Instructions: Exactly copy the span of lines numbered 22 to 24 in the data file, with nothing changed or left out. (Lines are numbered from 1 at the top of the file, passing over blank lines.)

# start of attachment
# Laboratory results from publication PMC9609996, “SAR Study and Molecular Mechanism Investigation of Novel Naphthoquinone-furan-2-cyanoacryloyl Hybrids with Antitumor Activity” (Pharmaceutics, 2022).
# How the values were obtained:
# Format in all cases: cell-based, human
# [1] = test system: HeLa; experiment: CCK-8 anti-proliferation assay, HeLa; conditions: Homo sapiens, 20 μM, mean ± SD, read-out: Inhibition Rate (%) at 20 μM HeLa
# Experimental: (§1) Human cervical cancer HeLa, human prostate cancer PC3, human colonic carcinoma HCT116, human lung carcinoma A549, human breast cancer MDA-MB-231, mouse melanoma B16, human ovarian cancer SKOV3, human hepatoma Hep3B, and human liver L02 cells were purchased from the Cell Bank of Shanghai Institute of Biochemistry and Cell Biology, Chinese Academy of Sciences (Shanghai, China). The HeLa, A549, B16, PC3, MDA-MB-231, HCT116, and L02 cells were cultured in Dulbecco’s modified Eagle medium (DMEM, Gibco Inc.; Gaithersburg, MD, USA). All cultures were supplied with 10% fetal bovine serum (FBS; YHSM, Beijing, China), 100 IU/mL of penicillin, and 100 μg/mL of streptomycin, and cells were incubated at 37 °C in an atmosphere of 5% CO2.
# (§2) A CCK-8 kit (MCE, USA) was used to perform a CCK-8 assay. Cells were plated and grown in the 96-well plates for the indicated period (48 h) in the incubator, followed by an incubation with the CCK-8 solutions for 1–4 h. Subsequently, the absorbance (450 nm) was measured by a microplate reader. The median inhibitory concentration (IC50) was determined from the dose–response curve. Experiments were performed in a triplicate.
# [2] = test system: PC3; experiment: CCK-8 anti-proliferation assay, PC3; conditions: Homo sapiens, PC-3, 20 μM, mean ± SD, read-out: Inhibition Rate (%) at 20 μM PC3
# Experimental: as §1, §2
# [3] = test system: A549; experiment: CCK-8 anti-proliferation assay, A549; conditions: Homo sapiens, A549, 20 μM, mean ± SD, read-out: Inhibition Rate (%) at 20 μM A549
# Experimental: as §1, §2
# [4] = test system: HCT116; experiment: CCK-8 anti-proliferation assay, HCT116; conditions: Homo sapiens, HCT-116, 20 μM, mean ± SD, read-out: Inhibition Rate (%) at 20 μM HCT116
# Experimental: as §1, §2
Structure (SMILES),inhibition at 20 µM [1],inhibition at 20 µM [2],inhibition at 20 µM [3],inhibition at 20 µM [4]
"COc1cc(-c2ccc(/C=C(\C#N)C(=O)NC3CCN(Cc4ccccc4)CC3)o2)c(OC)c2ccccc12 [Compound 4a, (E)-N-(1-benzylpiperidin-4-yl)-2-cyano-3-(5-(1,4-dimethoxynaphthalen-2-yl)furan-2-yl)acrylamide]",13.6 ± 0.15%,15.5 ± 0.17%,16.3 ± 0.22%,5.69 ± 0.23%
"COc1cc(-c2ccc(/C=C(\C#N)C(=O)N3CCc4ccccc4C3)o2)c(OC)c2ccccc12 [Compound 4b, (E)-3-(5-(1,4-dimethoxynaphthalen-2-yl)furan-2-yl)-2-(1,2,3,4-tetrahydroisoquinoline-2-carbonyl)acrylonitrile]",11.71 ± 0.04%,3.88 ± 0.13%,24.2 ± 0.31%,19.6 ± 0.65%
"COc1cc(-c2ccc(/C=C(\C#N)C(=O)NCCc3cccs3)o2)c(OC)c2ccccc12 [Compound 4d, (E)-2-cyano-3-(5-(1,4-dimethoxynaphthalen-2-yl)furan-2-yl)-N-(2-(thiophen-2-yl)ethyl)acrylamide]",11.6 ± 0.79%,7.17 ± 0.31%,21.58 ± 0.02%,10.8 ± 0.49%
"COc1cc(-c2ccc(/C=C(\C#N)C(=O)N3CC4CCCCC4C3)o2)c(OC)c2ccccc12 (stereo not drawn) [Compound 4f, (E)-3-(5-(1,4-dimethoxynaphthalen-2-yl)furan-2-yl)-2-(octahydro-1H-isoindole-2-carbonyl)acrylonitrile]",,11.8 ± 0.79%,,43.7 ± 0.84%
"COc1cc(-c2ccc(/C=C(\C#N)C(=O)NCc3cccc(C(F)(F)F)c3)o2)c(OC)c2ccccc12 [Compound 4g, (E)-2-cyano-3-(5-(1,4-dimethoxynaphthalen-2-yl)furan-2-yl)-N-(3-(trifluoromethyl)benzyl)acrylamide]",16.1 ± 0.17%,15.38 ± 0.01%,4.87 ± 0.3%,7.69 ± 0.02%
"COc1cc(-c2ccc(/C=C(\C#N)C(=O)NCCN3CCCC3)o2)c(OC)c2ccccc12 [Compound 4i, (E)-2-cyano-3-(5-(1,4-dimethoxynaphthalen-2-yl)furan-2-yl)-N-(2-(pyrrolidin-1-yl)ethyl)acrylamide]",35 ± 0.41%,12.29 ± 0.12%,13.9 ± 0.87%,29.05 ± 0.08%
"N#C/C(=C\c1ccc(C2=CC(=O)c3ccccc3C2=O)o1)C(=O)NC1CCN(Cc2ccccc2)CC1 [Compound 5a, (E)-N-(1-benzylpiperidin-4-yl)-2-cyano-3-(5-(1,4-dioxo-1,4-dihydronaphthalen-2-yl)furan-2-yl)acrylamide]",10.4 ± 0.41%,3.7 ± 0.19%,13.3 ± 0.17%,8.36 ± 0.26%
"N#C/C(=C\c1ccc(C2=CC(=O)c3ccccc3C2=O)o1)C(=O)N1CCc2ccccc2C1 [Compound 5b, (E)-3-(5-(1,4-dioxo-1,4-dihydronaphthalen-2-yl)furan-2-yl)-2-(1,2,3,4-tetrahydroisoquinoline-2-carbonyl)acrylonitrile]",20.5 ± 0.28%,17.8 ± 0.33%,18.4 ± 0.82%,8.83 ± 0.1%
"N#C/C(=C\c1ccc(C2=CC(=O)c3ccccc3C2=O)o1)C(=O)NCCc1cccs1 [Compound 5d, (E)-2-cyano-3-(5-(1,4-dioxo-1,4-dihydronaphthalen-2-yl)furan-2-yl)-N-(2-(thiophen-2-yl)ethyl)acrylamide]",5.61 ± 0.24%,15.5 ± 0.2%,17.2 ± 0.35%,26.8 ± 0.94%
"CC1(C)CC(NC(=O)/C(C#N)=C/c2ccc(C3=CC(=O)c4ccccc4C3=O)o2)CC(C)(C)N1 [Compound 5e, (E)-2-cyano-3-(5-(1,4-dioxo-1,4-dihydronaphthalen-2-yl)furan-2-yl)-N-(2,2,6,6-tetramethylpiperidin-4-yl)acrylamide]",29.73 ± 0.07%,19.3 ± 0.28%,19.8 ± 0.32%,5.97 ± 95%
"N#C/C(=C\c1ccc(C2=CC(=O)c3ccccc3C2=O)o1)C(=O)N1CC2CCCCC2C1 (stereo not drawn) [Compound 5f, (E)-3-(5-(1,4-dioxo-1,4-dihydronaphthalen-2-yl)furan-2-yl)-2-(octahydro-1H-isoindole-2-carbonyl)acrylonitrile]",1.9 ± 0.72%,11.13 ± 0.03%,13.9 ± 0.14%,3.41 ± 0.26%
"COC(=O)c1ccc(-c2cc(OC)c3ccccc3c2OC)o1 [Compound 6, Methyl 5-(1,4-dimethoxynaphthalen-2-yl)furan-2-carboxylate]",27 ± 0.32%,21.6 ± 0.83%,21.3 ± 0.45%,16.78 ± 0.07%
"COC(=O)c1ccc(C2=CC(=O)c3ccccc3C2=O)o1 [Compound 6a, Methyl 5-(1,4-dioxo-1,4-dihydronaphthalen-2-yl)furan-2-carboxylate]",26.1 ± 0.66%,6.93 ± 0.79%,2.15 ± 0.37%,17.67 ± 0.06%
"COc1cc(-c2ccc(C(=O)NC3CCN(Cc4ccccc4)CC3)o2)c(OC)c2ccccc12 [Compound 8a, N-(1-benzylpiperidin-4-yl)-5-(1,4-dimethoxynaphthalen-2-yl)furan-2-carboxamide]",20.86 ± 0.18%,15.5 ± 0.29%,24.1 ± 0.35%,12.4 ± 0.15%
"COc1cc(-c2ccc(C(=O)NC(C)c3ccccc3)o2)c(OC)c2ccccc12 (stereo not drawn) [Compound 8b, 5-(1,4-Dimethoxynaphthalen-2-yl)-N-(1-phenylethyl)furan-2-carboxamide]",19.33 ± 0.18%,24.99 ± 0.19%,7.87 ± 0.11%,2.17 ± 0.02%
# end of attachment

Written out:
"N#C/C(=C\c1ccc(C2=CC(=O)c3ccccc3C2=O)o1)C(=O)NCCc1cccs1 [Compound 5d, (E)-2-cyano-3-(5-(1,4-dioxo-1,4-dihydronaphthalen-2-yl)furan-2-yl)-N-(2-(thiophen-2-yl)ethyl)acrylamide]",5.61 ± 0.24%,15.5 ± 0.2%,17.2 ± 0.35%,26.8 ± 0.94%
"CC1(C)CC(NC(=O)/C(C#N)=C/c2ccc(C3=CC(=O)c4ccccc4C3=O)o2)CC(C)(C)N1 [Compound 5e, (E)-2-cyano-3-(5-(1,4-dioxo-1,4-dihydronaphthalen-2-yl)furan-2-yl)-N-(2,2,6,6-tetramethylpiperidin-4-yl)acrylamide]",29.73 ± 0.07%,19.3 ± 0.28%,19.8 ± 0.32%,5.97 ± 95%
"N#C/C(=C\c1ccc(C2=CC(=O)c3ccccc3C2=O)o1)C(=O)N1CC2CCCCC2C1 (stereo not drawn) [Compound 5f, (E)-3-(5-(1,4-dioxo-1,4-dihydronaphthalen-2-yl)furan-2-yl)-2-(octahydro-1H-isoindole-2-carbonyl)acrylonitrile]",1.9 ± 0.72%,11.13 ± 0.03%,13.9 ± 0.14%,3.41 ± 0.26%